Hachiko: A Dog’s Story Movie Review
First it was Seabiscuit, then it was Marley and Me. Now a recent movie about the bonds of love and loyalty between an owner and his dog had me balling my eyes out during most of the movie. I never, ever cry during a movie, but with this one I was a mess. Hachiko: A Dog’s Tale (2009) went straight to DVD, and for the life of me, I can’t understand why. If Hachiko had made it into the theaters, it surely would have won a few awards. This movie has to be one of the best adaptations of a true life story I have ever watched.
Hachiko is based on an Akita Inu dog named Hachiko, who was owned by a professor of agriculture at the University of Tokyo in 1924. The story goes as follows:
During his owner’s life Hachikō saw him out from the front door and greeted him at the end of the day at the nearby Shibuya Station. The pair continued their daily routine until May 1925, when Professor Ueno did not return on the usual train one evening. The professor had suffered from a cerebral hemorrhage at the university that day. He died and never returned to the train station where his friend was waiting. Hachikō was loyal and every day for the next nine years he waited sitting there amongst the town’s folk.
Hachikō was given away after his master’s death, but he routinely escaped, showing up again and again at his old home. Eventually, Hachikō apparently realized that Professor Ueno no longer lived at the house. So he went to look for his master at the train station where he had accompanied him so many times before. Each day, Hachikō waited for Professor Ueno to return until his death in 1935. Haciko became the national symbol of loyalty.
Hachiko: A Dog’s Story is told in near perfection. Hachi arrives all the way from Japan as a puppy to the United States, but is lost and found walking around the train station by Parker Wilson, played by Richard Gere. Parker takes the puppy home until he can find the owner. His wife Cate, played by Joan Allen, is not pleased. But after a few days, the little Hachi brings laughs and joy into their household. Parker tries to teach Hachi to play fetch, but Hachi refuses, because Parker’s associate, Ken (Cary-Hiruki Tagawa) explains how Hachi is a proud and regal dog. He goes on to say how the bond between Parker and Hachi will never be broken.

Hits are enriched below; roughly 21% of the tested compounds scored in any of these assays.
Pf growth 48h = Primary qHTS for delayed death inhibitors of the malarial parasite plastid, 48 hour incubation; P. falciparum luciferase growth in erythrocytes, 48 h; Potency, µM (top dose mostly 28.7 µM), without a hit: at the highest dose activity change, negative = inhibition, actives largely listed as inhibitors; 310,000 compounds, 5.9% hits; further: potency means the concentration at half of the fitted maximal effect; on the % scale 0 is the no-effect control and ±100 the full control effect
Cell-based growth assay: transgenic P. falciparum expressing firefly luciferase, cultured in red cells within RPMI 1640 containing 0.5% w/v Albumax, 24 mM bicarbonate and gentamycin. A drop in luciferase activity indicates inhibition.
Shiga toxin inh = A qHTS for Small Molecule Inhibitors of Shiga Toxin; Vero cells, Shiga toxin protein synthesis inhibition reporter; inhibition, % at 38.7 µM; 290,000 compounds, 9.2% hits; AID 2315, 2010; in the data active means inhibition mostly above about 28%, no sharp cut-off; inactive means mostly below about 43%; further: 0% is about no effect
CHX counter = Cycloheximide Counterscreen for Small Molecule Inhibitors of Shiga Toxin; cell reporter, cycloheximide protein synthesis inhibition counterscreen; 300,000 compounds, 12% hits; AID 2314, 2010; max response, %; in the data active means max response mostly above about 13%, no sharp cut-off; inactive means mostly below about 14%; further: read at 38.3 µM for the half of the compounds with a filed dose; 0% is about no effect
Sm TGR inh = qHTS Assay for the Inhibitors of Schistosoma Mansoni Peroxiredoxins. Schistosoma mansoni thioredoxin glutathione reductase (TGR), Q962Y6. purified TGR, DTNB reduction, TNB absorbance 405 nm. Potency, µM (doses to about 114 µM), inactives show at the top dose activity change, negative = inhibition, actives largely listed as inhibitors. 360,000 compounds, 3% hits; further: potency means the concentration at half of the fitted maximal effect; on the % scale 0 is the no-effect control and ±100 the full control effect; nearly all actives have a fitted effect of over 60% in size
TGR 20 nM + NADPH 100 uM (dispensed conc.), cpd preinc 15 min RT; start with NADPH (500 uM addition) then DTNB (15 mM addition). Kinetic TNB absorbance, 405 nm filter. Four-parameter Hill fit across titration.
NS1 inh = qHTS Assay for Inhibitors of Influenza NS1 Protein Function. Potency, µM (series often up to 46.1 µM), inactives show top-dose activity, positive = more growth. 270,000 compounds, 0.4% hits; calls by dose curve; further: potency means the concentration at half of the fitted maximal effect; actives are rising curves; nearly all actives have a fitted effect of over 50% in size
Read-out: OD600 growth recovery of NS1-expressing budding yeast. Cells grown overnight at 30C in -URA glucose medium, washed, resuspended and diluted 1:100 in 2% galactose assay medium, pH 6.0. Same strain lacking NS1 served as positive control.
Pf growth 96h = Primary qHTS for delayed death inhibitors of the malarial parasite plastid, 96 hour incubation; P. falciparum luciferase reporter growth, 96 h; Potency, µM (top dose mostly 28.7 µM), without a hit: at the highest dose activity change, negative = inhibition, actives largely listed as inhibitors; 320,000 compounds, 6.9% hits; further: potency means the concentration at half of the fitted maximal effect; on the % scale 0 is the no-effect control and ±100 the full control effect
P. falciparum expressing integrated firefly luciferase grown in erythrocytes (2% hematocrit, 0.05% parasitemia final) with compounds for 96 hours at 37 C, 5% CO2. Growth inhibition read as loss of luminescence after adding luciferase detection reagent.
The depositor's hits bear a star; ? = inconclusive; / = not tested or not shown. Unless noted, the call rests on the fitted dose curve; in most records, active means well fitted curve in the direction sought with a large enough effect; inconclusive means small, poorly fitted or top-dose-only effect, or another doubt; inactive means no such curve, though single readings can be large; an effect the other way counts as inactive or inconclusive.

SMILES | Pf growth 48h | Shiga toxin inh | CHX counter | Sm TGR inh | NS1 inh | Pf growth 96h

Months go by, and before Hachi turns one, he has a new trick. He has figured out how to go back and forth to the train station as Parker goes into work everyday. For the next year, Hachi escorts Parker to the train station, then at 4:55pm, he is there waiting for Parker to come home. Carl, the ticket booth conductor, played by Jason Alexander, is not amused, but most of the commuters, as well as the hot dog vendor and bookstore owner across the street from the station think it’s delightful.
And then one day, Parker doesn’t return home. And Hachi waits and waits for his master everyday at 4:55pm for the next ten years to be reunited with him. Years go by, through snow, rain and wind, Hachi waits for Parker until that moment when they will be reunited.
I sobbed liked a baby to the point where I had a massive headache through most of Hachiko. Talk about a heartbreaking and moving experience, especially since it is all true. Richard Gere, as Parker, plays a wonderful and a loving husband, father and dog owner. The love and bond shown between Parker and Hachi lasts forever, and regardless if you are a pet owner or don’t really care for animals, this movie will break your heart.
Hachikō is the best family entertainment out there and will make your heart swell. This is the perfect example about how the power of love can last, even in death. There haven’t been many movies in recent years that had such a profound effect on me. Hachiko certainly did and one I whole heartedly recommend you watch as soon as you can. I really can’t find anything wrong about this movie. You may also want to have a box of tissues handy, because while you watch and for hours after, you will cry your eyes out.
Final Grade: A+
The legend of Hachikō lives on. His remains are kept at the National Science Museum of Japan in Ueno, Tokyo. In April 1934, a bronze statue in his likeness was erected at Shibuya Station. The statue still stands there to this day.